23.2.6: Napoleon’s Marriage to Marie-Louise
Napoleon’s marriage to Marie-Louise, triggered by his desire to have an heir and marry into one of the major European royal families, was shaped by European politics. However, the two also developed a close personal relationship.
Identify the reasons why Napoleon divorced Josephine and married Marie-Louise
- When after a few years of marriage it became clear that Josephine could not have a child, Napoleon began to think seriously about the possibility of divorce even though he still loved his wife. Despite her anger, Josephine agreed to the divorce so the Emperor could remarry in the hope of having an heir.
- In addition to the desire for an heir, Napoleon sought the validation and legitimization of his Empire by marrying a member of one of the leading royal families of Europe. In 1810, he married 19-year-old Marie-Louise, Archduchess of Austria, and a great niece of Marie Antoinette by proxy. Thus, he married into a German royal and imperial family.
- Marie-Louise was daughter of Archduke Francis of Austria and his second wife, Maria Theresa of Naples and Sicily. Her father became Holy Roman Emperor as Francis II. Marie-Louise was a great-granddaughter of Empress Maria Theresa through her father and thus a great niece of Marie Antoinette. She was also a maternal granddaughter of Queen Maria Carolina of Naples, Marie Antoinette’s favorite sister.
- Marie-Louise’s formative years overlapped with a period of conflict between France and her family. She was brought up to detest France and French ideas but became an obedient wife and settled in quickly in the French court. Napoleon initially remarked that he had “married a womb,” but their relationship soon matured.
- Despite the initial excitement and peace over the marriage and resulting alliance between the two long-time enemies, France and Austria soon engaged in another military conflict. Until Napoleon’s abdication and exile, the marriage between him and Marie-Louise was always shaped by European politics.
- Although Marie-Louise did not join her husband in exile and returned to Vienna, she remained loyal to her husband.
- Congress of Vienna
- A conference of ambassadors of European states chaired by Austrian statesman Klemens Wenzel von Metternich and held in Vienna from November 1814 to June 1815. The objective was to provide a long-term peace plan for Europe by settling critical issues arising from the French Revolutionary Wars and the Napoleonic Wars.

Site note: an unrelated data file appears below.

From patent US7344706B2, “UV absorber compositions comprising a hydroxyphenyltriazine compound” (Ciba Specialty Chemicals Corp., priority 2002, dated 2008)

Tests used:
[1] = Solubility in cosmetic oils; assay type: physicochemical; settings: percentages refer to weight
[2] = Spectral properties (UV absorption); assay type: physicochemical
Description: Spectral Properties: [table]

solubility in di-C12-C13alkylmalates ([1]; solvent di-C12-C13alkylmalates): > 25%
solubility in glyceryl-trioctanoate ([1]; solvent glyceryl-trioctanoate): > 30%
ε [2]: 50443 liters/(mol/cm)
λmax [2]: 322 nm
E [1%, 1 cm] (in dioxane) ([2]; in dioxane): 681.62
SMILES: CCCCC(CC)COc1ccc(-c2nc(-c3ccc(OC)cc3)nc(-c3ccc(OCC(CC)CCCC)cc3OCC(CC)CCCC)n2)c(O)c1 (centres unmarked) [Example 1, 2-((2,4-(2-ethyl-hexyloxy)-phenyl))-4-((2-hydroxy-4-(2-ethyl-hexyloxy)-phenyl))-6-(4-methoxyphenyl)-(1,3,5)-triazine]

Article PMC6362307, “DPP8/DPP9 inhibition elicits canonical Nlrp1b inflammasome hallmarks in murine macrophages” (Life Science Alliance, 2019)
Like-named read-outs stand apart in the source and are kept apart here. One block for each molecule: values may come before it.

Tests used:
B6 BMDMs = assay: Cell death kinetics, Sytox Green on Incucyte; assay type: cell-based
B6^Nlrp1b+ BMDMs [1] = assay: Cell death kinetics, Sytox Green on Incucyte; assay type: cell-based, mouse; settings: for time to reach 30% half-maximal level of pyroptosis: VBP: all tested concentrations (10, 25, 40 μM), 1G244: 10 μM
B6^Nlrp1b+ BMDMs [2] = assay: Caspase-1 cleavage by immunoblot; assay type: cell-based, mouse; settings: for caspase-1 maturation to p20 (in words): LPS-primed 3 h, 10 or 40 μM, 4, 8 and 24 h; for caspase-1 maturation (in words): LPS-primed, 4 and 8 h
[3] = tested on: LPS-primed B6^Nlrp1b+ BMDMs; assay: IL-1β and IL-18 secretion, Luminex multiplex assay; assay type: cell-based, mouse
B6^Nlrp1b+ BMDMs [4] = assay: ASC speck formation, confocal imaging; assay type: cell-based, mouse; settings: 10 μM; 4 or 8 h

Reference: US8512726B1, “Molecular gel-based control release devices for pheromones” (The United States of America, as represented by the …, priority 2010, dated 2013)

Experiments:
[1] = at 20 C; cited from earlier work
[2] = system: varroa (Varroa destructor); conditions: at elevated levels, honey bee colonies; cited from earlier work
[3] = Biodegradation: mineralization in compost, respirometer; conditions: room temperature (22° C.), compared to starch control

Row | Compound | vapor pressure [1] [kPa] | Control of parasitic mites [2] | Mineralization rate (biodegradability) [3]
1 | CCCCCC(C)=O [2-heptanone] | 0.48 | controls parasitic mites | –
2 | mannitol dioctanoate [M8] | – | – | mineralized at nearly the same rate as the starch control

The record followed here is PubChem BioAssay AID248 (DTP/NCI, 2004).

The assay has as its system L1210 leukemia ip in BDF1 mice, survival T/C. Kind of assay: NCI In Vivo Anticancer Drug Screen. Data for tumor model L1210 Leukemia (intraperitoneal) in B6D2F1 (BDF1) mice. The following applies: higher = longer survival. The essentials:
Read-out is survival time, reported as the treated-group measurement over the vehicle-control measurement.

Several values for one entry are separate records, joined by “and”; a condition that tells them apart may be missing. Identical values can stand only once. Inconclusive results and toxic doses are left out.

- Treaty of Fontainebleau
- An agreement established in Fontainebleau, France in 1814 between Napoleon I and representatives from the Austrian Empire, Russia, and Prussia. With this treaty, the allies ended Napoleon’s rule as emperor of France and sent him into exile on Elba.
Napoleon and Josephine: Divorce
When after a few years of marriage it became clear that Josephine could not have a child, Napoleon began to think seriously about the possibility of divorce even though he still loved his wife. The final die was cast when Josephine’s grandson Napoleon Charles Bonaparte, declared Napoleon’s heir, died of croup in 1807. Napoleon began to create lists of eligible princesses. He let Josephine know that in the interest of France, he must find a wife who could produce an heir. Despite her anger, Josephine agreed to the divorce so the Emperor could remarry in the hope of having an heir. The divorce ceremony took place in 1810 and was a grand but solemn social occasion. Both Josephine and Napoleon read a statement of devotion to the other. Despite the divorce, Napoleon showed his dedication to her for the rest of his life. When he heard the news of her death while on exile in Elba, he locked himself in his room and would not come out for two full days. Her name would also be his final word on his deathbed in 1821. However, in 1810, he married 19-year old Marie-Louise, Archduchess of Austria, and a great niece of Marie Antoinette by proxy. Thus, he married into a German royal and imperial family.
Archduchess Marie-Louise of Austria was born in 1791 to Archduke Francis of Austria and his second wife, Maria Theresa of Naples and Sicily. Her father became Holy Roman Emperor a year later as Francis II. Marie-Louise was a great granddaughter of Empress Maria Theresa through her father and thus a great niece of Marie Antoinette. She was also a maternal granddaughter of Queen Maria Carolina of Naples, Marie Antoinette’s favorite sister.
Marie-Louise’s formative years overlapped with a period of conflict between France and her family; she was thus brought up to detest France and French ideas. She was influenced by her grandmother Maria Carolina, who despised the French Revolution that ultimately caused the death of her sister, Marie Antoinette. Maria Carolina’s Kingdom of Naples also came into direct conflict with French forces led by Napoleon. The War of the Third Coalition brought Austria to the brink of ruin, increasing Marie-Louise’s resentment towards Napoleon. The Imperial family was forced to flee Vienna in 1805; Marie-Louise took refuge in Hungary and later Galicia before returning to Vienna in 1806. Napoleon also contributed directly to the final dissolution of the Holy Roman Empire and Maria-Louise’s father relinquished the title of Holy Roman Emperor although he remained Emperor of Austria. Another war broke out between France and Austria in 1809, resulting in another defeat for the Austrians. The Imperial family had to flee Vienna again.
Napoleon and Marie-Louise: Marriage